The Smith Act made it illegal to be a member of the Communist Party. In order to serve in the military or be admitted to many colleges, one had to swear a loyalty oath: "Do you swear that you do not advocate the overthrow of the American government by force or violence?" It did not seem to occur to anyone that it was unlikely that one who was plotting to overthrow the American Government would refuse to swear an oath. The ones who suffered from these intimidation tactics were those who refused to take the oath, not because they were disloyal, but because their principles would not allow it. It was a frequent topic of discussion between my friends and me who were getting close to college age. Would we knuckle under and take the oath? Or would we stand up and say, "I don't believe you have the right to ask me that question and I refuse to answer it." Was it worth the principle not to be allowed to attend college? When the time came, I took it. I was truthful. I did not advocate the overthrow of the government. Still, being forced to take the oath stuck in my craw - and still does.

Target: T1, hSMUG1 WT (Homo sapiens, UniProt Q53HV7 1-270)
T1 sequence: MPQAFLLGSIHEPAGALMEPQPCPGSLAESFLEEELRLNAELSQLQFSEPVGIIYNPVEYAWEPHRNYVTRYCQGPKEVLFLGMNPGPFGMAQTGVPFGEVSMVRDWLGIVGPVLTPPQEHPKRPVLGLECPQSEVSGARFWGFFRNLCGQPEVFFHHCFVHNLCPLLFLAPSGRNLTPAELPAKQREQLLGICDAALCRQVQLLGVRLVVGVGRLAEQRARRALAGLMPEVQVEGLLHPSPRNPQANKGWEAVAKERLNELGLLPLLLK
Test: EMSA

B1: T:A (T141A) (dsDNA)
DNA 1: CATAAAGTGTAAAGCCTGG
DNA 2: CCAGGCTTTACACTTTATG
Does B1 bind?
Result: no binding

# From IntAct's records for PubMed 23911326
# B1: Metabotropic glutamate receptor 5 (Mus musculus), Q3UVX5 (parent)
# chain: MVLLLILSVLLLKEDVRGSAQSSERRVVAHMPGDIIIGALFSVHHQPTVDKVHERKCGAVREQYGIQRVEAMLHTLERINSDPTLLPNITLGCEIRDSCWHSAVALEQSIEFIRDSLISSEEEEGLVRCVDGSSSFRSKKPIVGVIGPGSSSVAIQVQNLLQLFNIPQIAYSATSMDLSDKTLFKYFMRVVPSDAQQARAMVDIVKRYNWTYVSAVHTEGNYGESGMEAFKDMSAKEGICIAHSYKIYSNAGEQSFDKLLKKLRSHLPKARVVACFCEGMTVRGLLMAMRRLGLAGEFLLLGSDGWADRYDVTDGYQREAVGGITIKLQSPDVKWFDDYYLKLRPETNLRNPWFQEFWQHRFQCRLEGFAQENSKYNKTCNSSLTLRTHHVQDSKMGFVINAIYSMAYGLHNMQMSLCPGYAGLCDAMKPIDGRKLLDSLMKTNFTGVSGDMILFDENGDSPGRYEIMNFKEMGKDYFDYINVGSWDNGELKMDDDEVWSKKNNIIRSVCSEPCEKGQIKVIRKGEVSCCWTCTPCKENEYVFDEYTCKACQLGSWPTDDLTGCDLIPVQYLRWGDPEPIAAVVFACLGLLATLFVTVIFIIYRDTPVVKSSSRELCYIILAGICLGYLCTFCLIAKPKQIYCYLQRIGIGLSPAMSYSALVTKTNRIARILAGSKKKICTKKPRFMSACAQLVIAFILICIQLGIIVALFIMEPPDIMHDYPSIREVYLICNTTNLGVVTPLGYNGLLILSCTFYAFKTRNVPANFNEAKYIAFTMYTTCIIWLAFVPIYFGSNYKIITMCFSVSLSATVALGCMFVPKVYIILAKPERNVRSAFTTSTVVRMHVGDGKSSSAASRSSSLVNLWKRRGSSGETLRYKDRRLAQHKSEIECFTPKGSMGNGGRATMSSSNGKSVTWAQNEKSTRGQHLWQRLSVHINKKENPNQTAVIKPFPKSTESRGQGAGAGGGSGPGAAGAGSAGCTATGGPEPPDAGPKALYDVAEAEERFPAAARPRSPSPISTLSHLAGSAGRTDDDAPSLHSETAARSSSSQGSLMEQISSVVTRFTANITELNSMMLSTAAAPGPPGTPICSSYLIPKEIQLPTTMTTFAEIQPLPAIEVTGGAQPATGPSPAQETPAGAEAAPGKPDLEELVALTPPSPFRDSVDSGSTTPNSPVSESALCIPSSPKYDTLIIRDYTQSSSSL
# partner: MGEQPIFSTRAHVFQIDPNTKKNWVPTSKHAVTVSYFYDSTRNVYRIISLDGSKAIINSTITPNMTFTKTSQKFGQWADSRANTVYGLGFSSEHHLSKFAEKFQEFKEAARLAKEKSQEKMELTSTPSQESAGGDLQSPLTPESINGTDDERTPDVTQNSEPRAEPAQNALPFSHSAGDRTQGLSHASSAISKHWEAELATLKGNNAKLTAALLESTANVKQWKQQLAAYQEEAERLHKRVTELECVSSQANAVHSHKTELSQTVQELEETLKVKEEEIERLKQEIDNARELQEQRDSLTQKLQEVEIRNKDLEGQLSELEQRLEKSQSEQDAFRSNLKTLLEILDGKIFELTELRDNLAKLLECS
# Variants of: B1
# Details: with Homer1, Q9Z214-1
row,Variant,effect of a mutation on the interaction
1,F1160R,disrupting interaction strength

I was the child of left wing parents. My father had actually been a Communist and a union organizer back in the thirties, but had left the Party after returning from service in the War. I don't think my mother (my stepmother, actually, but the only mother I had ever known) was ever actually a Communist. Certainly neither of them was an advocate of the forcible overthrow of the government. They were, however, among the early organizers of the Congress on Racial Equality (CORE), and they hung around with a very disreputable (by J. Edgar Hoover's standards) bunch of pacifists, artists, blacks, gay people (yes, Virginia, there were gay people even in the fifties!) and other antiestablishment types. My mother was also a Jew - always a focus of suspicion for the witch hunters. As suspected Communists, our family was subject to constant scrutiny by the FBI. Our phone was tapped. Sometimes our house was invaded and searched in our absence. Sometimes FBI agents knocked on our door and harassed us, asking us intrusive questions about our activities, about our friends, and about our friends' activities.